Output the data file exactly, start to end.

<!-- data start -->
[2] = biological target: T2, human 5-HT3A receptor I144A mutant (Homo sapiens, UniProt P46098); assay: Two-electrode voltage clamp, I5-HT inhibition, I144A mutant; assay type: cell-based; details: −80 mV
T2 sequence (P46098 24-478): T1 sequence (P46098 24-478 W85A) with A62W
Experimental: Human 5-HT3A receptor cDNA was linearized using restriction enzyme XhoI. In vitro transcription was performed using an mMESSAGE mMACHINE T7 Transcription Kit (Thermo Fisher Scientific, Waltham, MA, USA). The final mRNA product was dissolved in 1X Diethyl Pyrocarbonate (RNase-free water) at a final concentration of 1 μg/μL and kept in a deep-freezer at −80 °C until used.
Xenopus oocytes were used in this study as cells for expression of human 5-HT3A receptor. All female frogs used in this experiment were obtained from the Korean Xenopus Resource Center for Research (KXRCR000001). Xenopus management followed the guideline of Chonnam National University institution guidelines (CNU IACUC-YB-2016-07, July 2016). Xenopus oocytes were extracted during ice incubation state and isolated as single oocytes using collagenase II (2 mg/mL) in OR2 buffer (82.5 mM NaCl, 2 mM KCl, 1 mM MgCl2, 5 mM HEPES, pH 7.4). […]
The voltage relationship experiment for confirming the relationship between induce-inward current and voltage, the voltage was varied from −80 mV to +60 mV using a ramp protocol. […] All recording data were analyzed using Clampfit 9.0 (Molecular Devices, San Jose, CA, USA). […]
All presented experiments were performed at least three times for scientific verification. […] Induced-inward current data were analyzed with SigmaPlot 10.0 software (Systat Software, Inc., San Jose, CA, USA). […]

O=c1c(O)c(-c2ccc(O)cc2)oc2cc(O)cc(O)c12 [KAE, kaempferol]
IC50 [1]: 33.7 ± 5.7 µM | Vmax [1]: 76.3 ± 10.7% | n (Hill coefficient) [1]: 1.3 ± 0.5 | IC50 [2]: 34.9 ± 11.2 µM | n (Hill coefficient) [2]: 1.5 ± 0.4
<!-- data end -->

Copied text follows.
[2] = biological target: T2, human 5-HT3A receptor I144A mutant (Homo sapiens, UniProt P46098); assay: Two-electrode voltage clamp, I5-HT inhibition, I144A mutant; assay type: cell-based; details: −80 mV
T2 sequence (P46098 24-478): T1 sequence (P46098 24-478 W85A) with A62W
Experimental: Human 5-HT3A receptor cDNA was linearized using restriction enzyme XhoI. In vitro transcription was performed using an mMESSAGE mMACHINE T7 Transcription Kit (Thermo Fisher Scientific, Waltham, MA, USA). The final mRNA product was dissolved in 1X Diethyl Pyrocarbonate (RNase-free water) at a final concentration of 1 μg/μL and kept in a deep-freezer at −80 °C until used.
Xenopus oocytes were used in this study as cells for expression of human 5-HT3A receptor. All female frogs used in this experiment were obtained from the Korean Xenopus Resource Center for Research (KXRCR000001). Xenopus management followed the guideline of Chonnam National University institution guidelines (CNU IACUC-YB-2016-07, July 2016). Xenopus oocytes were extracted during ice incubation state and isolated as single oocytes using collagenase II (2 mg/mL) in OR2 buffer (82.5 mM NaCl, 2 mM KCl, 1 mM MgCl2, 5 mM HEPES, pH 7.4). […]
The voltage relationship experiment for confirming the relationship between induce-inward current and voltage, the voltage was varied from −80 mV to +60 mV using a ramp protocol. […] All recording data were analyzed using Clampfit 9.0 (Molecular Devices, San Jose, CA, USA). […]
All presented experiments were performed at least three times for scientific verification. […] Induced-inward current data were analyzed with SigmaPlot 10.0 software (Systat Software, Inc., San Jose, CA, USA). […]

O=c1c(O)c(-c2ccc(O)cc2)oc2cc(O)cc(O)c12 [KAE, kaempferol]
IC50 [1]: 33.7 ± 5.7 µM | Vmax [1]: 76.3 ± 10.7% | n (Hill coefficient) [1]: 1.3 ± 0.5 | IC50 [2]: 34.9 ± 11.2 µM | n (Hill coefficient) [2]: 1.5 ± 0.4